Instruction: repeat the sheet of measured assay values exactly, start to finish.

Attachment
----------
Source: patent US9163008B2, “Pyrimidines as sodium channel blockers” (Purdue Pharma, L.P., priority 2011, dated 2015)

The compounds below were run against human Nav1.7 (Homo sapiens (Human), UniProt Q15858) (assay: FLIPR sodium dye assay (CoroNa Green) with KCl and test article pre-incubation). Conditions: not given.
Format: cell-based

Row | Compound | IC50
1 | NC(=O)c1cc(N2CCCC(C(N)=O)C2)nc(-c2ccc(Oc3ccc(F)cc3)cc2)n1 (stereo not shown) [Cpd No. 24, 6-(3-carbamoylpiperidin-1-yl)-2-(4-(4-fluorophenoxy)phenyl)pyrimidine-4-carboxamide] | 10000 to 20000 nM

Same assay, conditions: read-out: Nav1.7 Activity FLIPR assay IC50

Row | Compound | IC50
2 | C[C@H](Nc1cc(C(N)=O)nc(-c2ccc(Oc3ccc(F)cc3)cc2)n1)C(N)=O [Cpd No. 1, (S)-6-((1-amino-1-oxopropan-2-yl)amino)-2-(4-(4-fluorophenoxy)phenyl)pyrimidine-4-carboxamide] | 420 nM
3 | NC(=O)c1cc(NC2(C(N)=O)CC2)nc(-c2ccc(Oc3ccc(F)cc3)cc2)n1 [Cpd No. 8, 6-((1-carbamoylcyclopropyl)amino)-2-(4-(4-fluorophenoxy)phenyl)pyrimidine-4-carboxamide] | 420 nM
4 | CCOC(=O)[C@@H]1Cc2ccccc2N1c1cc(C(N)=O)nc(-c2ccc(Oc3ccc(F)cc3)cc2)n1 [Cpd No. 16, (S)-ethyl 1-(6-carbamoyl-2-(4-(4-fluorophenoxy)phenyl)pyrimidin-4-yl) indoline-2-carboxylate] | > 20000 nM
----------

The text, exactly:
Source: patent US9163008B2, “Pyrimidines as sodium channel blockers” (Purdue Pharma, L.P., priority 2011, dated 2015)

The compounds below were run against human Nav1.7 (Homo sapiens (Human), UniProt Q15858) (assay: FLIPR sodium dye assay (CoroNa Green) with KCl and test article pre-incubation). Conditions: not given.
Format: cell-based

Row | Compound | IC50
1 | NC(=O)c1cc(N2CCCC(C(N)=O)C2)nc(-c2ccc(Oc3ccc(F)cc3)cc2)n1 (stereo not shown) [Cpd No. 24, 6-(3-carbamoylpiperidin-1-yl)-2-(4-(4-fluorophenoxy)phenyl)pyrimidine-4-carboxamide] | 10000 to 20000 nM

Same assay, conditions: read-out: Nav1.7 Activity FLIPR assay IC50

Row | Compound | IC50
2 | C[C@H](Nc1cc(C(N)=O)nc(-c2ccc(Oc3ccc(F)cc3)cc2)n1)C(N)=O [Cpd No. 1, (S)-6-((1-amino-1-oxopropan-2-yl)amino)-2-(4-(4-fluorophenoxy)phenyl)pyrimidine-4-carboxamide] | 420 nM
3 | NC(=O)c1cc(NC2(C(N)=O)CC2)nc(-c2ccc(Oc3ccc(F)cc3)cc2)n1 [Cpd No. 8, 6-((1-carbamoylcyclopropyl)amino)-2-(4-(4-fluorophenoxy)phenyl)pyrimidine-4-carboxamide] | 420 nM
4 | CCOC(=O)[C@@H]1Cc2ccccc2N1c1cc(C(N)=O)nc(-c2ccc(Oc3ccc(F)cc3)cc2)n1 [Cpd No. 16, (S)-ethyl 1-(6-carbamoyl-2-(4-(4-fluorophenoxy)phenyl)pyrimidin-4-yl) indoline-2-carboxylate] | > 20000 nM